Katahdin: The Halfway Point for This Flip-Flopper
Good news all around!
I survived southern Maine.
I survived the 100 Mile Wilderness.
I survived Katahdin.
I survived Maine.
Leaving the tough climbs of southern Maine was a blessed relief! The views from the top of the Bigelows were amazing; definitely one of my favorite summits so far.
In the Wilderness
The 100 Mile Wilderness was not nearly as bad as I expected it to be. Based on what I had heard from other hikers, I had expected swarms of mosquitos and black flies, endless bog, and days of hiking in wet boots and socks. Oh, and lots of roots and rocks in the Trail.
The roots and rocks part was definitely true. However, the bugs were not that bad. They were worse in Vermont and New Hampshire. That being said, my ankles haven’t looked this bad since I had a baby vulture nipping at them all summer long (I work at a bird sanctuary).
The bog was not that bad either. There were definitely soupy sections of the trail but nothing, I repeat NOTHING, like the 2-3 days I spent in Vermont plowing through liquid trail with no hope of dry feet. In fact, there wasn’t a single morning in the wilderness where I had to wake up and put on wet socks and boots!
I was ready to be out of the 100 MW by the end of it though. It was a tough week emotionally, complicated by the fact that I wasn’t eating enough because I was afraid of running out of food. There is a formidable sign at the beginning of the Wilderness urging hikers to carry 10 days of food. I carried 7 days of food and my pack was stupid heavy when I left Monson to begin the 100 MW, so there’s no way I would’ve carried any more food, plus my food bag wouldn’t fit any more food. But it was just enough food. Consequently, my last day in the wilderness I pushed a little harder to make it to Abol Bridge Campground for real food (and a shower).
I got the best site in the whole campground, right on the Penobscot River with an incredible view of Katahdin. Several more hikers stayed at the campground that evening as well and everyone ended up congregating at my picnic table because the views were the best.
Speaking of Katahdin…
That greatest of mountains. That holy grail of thruhikers.
I climbed it.
The night before I could hardly sleep. The morning of I had to force myself to eat something for breakfast and couldn’t finish it. My nerves were tying my stomach in knots. My biggest fear was running into bad weather up there and having to turn around. I had my flight booked already, which meant I HAD to summit that day. Other fears: that my boots wouldn’t be up to the task (1100 miles through Pennsylvania, the Whites, and southern Maine had eaten away the tread); that I wouldn’t be up to the task (someone told me you had to do a pull-up for one part and I panicked because I can’t).
I woke up at 4:30 and began the 5.2 mile climb around 5:30. It was foggy and damp, but no rain yet. The climb up was long and there were lots of rock stairs (I swear hell is full of endless sets of rock stairs). Then there is a vertical boulder field that makes Mahoosuc Notch look like child’s play. Thankfully, the rocks are dry and it doesn’t rain. Once I climb above tree line, the fog is below me and I look out to see mountain peaks in a lake of clouds.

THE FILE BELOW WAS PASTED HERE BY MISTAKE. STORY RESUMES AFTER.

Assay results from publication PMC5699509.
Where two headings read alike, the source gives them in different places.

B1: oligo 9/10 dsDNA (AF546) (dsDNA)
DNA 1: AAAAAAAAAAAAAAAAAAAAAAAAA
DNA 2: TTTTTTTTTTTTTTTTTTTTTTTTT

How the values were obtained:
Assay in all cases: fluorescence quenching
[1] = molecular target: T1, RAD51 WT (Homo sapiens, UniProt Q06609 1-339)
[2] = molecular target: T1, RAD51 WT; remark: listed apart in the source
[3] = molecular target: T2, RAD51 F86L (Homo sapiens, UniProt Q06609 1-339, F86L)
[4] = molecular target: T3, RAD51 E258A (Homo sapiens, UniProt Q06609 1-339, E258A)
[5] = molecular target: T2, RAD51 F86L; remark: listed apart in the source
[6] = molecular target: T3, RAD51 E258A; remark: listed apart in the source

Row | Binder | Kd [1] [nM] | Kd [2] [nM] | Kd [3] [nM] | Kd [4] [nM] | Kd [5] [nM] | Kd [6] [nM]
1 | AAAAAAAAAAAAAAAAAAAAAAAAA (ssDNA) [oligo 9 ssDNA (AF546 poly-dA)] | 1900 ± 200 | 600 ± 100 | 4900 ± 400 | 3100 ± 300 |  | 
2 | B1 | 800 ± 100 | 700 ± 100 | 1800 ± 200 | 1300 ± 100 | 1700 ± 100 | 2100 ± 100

Once in the Table Land, there is a flat section of trail before the final climb. I had been with another hiker until this point, but I pull ahead now.
Then I see it up ahead: the infamous sign at the summit.
Tears spring to my eyes. I speed up. It feels like I run the last quarter mile. Even though it is the end of only half of my journey, it is no less a huge milestone. The northern half of this trail has tested my limits physically, mentally, spiritually, and emotionally. It is the harder half of the Trail; not that the southern half is easy, but it is different.
I spend a good amount of time on Katahdin, taking it in, reflecting, and celebrating with other thruhikers, some of whom are fellow flip-floppers and others who are fully-fledged NOBOs finishing their journey.
After a while, we head back down to the rest of the world. I am heading home for a week to reset and recharge before starting my SOBO journey to Springer, so I confirm travel plans, sort through gear, and enjoy having cell phone service again.
Northern AT: Check!
Katahdin was amazing. Although there is a small part of me that wishes I could have been done with the whole trail up there, it was still an emotional, exhilarating halfway point. It is indeed the “holy grail of thruhikers”, which makes it an incredible place to be, whether it is the end of a thruhike or the halfway point. I realize that Springer Mountain in Georgia, the southern terminus of the AT, will also be a special, emotional place as well, because for me it will truly be the end. So here’s to a week of zeroes, rest, real food, family, my dogs, “my” vulture (at work), and preparation for the second half of my hike!
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